WATERVILLE — Sarah Thomas leaned into the video camera, turned it slightly on its tripod and directed Kodi Quimby to look at her when he spoke.

“OK, let’s go,” she said. “First, spell your name for me.”

Thomas, 17, of Bangor, and Quimby, 13, of Starks, were practicing interviewing skills Saturday in a workshop titled “Inspiration to Interview: Producing the Documentary,” held as part of the Maine Student Film & Video Conference at Mid-Maine Technical Center.

The all-day conference, coordinated by the Maine Film Center and MMTC’s mass media communications program, drew more than 200 middle and high school students from around the state, and some 50 professional filmmakers, to take part in workshops on narrative and documentary filmmaking, video journalism, technical production, directing, sound and other subjects.

Thomas and Quimby were among about a dozen students in the documentary workshop taught by Erin Murphy, a filmmaker and cinema studies instructor at Colby College.

Before splitting into groups and doing mock interviews, the students learned about how to identify a potential documentary subject, plan and schedule an interview and shoot the interview using cameras and working with lighting.


Quimby played the founder of a successful whoopie pie company; Thomas asked him questions, while feeding off his answers to develop further questions.

“All right, so you are the founder of a whoopie pie business. What made you want to start this?” she asked.

“Well, my Dad made whoopie pies, and that kind of made me want to try that. So I asked him how to do it, and he taught me how to bake them.”

“So it’s a family business,” Thomas replied. “How is the business going? Is it successful?”

The interview continued. Afterward, Thomas, who is home-schooled but takes classes at the United Technologies Center in Bangor, said it was a good exercise. She is familiar with cameras and takes a commercial video communications class at the center, but she has not had much experience with the style of video making she explored Saturday, she said. Thomas hopes one day to work in the field.

“I’d love to go into something related to film,” she said. “I love sound mixing. … I’d like to keep going with it if I can find schools, internships, and work up from there.”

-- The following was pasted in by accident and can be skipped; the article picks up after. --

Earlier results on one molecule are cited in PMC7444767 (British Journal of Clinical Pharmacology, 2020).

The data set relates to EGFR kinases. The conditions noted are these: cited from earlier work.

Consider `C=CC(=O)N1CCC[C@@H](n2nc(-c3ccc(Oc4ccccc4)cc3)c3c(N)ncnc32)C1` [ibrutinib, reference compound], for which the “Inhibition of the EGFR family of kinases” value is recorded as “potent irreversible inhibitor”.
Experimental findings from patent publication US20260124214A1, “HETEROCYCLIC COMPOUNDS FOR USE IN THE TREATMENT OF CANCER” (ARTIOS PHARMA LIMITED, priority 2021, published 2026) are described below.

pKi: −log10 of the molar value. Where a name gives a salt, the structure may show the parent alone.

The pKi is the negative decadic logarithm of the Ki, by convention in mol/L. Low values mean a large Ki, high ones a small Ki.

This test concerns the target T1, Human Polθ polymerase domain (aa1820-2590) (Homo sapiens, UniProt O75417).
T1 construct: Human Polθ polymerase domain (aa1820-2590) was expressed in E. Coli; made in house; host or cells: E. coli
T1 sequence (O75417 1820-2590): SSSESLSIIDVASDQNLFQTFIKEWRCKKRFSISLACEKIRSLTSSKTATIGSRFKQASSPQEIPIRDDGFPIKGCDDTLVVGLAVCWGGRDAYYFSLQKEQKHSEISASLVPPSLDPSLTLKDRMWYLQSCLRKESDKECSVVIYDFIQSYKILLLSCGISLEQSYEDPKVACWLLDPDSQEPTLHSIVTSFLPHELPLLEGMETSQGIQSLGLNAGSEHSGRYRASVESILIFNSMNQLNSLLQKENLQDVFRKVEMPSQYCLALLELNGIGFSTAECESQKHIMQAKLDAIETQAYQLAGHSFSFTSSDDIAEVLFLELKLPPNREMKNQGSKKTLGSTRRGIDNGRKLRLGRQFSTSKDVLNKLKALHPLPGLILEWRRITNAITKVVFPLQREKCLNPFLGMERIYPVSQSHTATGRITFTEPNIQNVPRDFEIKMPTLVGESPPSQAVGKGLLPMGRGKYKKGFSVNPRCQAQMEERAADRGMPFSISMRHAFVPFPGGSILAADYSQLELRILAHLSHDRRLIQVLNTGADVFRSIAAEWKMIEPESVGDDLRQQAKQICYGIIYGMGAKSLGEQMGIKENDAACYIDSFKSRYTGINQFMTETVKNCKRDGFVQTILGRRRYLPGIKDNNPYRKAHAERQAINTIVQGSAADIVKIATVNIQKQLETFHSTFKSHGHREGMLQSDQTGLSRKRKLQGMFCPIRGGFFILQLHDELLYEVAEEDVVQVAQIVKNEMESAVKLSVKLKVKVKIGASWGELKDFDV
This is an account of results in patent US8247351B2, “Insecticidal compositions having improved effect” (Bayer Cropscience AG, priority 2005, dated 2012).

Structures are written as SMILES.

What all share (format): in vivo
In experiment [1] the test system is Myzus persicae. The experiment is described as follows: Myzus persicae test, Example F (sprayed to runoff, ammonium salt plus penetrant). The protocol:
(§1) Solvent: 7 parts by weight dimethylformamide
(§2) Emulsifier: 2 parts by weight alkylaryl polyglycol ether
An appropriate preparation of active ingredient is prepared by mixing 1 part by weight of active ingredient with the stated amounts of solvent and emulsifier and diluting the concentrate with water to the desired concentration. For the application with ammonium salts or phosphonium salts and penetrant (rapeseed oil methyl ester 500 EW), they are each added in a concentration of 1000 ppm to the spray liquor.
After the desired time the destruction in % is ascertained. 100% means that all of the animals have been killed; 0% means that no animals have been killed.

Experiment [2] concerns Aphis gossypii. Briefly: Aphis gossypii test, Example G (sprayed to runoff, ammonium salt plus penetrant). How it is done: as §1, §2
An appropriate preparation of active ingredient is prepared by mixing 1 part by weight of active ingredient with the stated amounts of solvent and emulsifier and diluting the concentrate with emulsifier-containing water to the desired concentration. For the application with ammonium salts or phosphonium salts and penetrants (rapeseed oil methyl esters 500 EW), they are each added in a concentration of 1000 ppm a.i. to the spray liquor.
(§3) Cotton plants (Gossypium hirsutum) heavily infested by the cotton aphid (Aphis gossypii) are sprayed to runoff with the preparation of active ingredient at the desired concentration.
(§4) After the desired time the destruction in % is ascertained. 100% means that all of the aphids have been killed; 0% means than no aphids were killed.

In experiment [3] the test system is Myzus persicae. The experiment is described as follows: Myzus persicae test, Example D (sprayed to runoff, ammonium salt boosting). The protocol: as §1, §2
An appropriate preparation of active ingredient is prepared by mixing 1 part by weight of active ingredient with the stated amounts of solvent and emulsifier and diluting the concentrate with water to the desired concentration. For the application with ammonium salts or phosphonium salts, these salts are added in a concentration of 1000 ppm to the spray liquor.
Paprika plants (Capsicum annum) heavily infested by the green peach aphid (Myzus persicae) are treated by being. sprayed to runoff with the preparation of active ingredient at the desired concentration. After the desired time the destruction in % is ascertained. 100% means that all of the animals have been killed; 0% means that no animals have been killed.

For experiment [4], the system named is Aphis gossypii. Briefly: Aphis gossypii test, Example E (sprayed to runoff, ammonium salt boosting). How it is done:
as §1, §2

Quimby, who also is home-schooled, said he is somewhat interested in film but doesn’t think he excels at that sort of thing. Even so, he enjoyed the workshop and found being interviewed a challenge.

“It felt kind of weird,” he said. “Some of the questions I wasn’t really prepared to answer.”

Murphy, who later taught another student workshop, as well as one for teachers, encouraged students to carry a notebook wherever they go and jot down ideas, think about what kind of documentary film they want to make, find out as much as they can about a potential subject and email the person and explain in detail what they want to do. Follow up with a phone call, Murphy advised.

Thinking about locations is important, as a subject can be interesting, but without a background that adds to the story, it is less compelling, according to Murphy. Having a subject actually working on something makes it even better, she said.

Elsewhere at the conference, students were learning about digital animation; shooting with drones; elements of soundtrack, editing, makeup and special effects; and other subjects.

Henry Spritz, a high school student and filmmaker from Portland, talked about his short film, “Oldtown,” which was a national finalist in the YoungArts competition. The film is about Maine, Maine people and images.


Spritz spoke of how people always told him he needed expensive equipment to make a film, he needed to know all about cameras and how to operate them and he must include certain aspects such as dialogue in films.

But he made his short film using a regular, relatively inexpensive camera that had video capability and went with his gut, gathering friends to be in the film and using ideas and certain images and feelings he wanted to portray. After all was said and done, he had produced a film that became a finalist.

“In the end, it felt so good. I felt so proud of it. It represented so well what I originally wanted.”

Spritz said he asked the director of the Miami International Film Festival if, when selecting a movie for an award, he chooses it based on its professional nature and whether it is made with expensive equipment.

“He said if the movie is authentic, original, powerful and honest, that’s what matters,” Spritz recalled.

Mike Perreault, executive director of the Maine Film Center, said the conference was going extremely well.


“We have over 200 students and teachers from all over the state,” he said, adding that the conference was the first one held in at least a decade.

“We’re so excited to be offering this in Waterville — the heart of central Maine. We plan to do it again in years to come, and we hope it’s a way for students to learn more and be part of the Maine Student Film and Video Festival, which will be held during the Maine International Film Festival in July.”

David Boardman, the mass media communications instructor at MMTC, echoed Perreault’s comments.

“What I think I am most impressed about is how engaged these young people are in video and film production. For us, it’s a chance to show them the best of what Maine professionals are doing and how technical centers can help kids explore these careers. To me, that’s the driving force behind it — helping young people make that connection between possibilities and their interest and figuring out what is interesting in the world.”

Event sponsors were Waterville Creates!, Maine Public’s Raise Your Voice! program, Maine Media Workshops + College, New England School of Communications, and the Brook Family Foundation.

Amy Calder — 861-9247

[email protected]

Twitter: @AmyCalder17

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